Shashank Manohar, the ICC chairman, has fulfilled his promise of the governing body adopting a new constitution. The ICC revealed on Thursday that it had “unanimously” adopted an “extensively revised” constitution at the annual conference in London. A radical new governance structure is set to change the way cricket is run and administered.
During the April round of meetings, the ICC Board had already voted 8-2 (Full Members) in favour of carrying out various changes to the governance structure. These included: having just two levels of memberships – Full and Associate – having an independent female director on the ICC Board, increasing the votes on the ICC Board to 17 (12 Full Members + three Associates + independent female director and chairman), creating a new position of deputy chairman – who would chair board meetings in the absence of a chairman – and creating a membership committee that will monitor the status of all members.
The BCCI and Sri Lanka Cricket were the only two boards that opposed the governance structure in April. However, negotiations between the boards and the ICC in in the intervening months seems to have resolved the knotty issues.
“The decision [to grant Full Member status to Afghanistan and Ireland] followed the unanimous adoption of an extensively revised constitution for the ICC which, in addition to transforming the membership process through the adoption of new membership criteria, introduced a female Independent Director and a Deputy Chairman and equalised Board voting,” the ICC said in a media release at the conclusion of its annual general meeting in London this week.
“Other changes to the constitution include the appointment of a Deputy Chairman, who shall assume the duties of Chairman, Shashank Manohar, when he is unable to fulfil his duties. In addition, a female Independent Director with full voting rights will be recruited to the ICC Board.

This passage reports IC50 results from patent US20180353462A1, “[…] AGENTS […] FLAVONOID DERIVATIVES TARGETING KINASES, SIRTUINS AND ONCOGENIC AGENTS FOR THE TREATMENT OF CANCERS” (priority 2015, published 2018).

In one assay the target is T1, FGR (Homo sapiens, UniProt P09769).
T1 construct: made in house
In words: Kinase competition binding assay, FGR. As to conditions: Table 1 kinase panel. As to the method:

“The voting composition of the ICC Board will also change so that every Board Member – including Full Member and Associate Member Directors, as well as the Independent Chairman and Independent Director – will each have equal votes, with a two-thirds majority necessary for a resolution to be approved. In future, the Chairman of the Associate Members (who comprises one of the three Associate Member Directors) will also be required to be independent of any Member Board.”
Manohar felt the new constitution was significant because the members had accepted to “improve governance” to benefit them all. “Throughout this process we have shown the strength of a collective and unified approach, and I would like to pay tribute to my Board colleagues who have been so determined to reach consensus,” he said. “They have not focused solely on their own country but have ensured cricket around the world benefits.”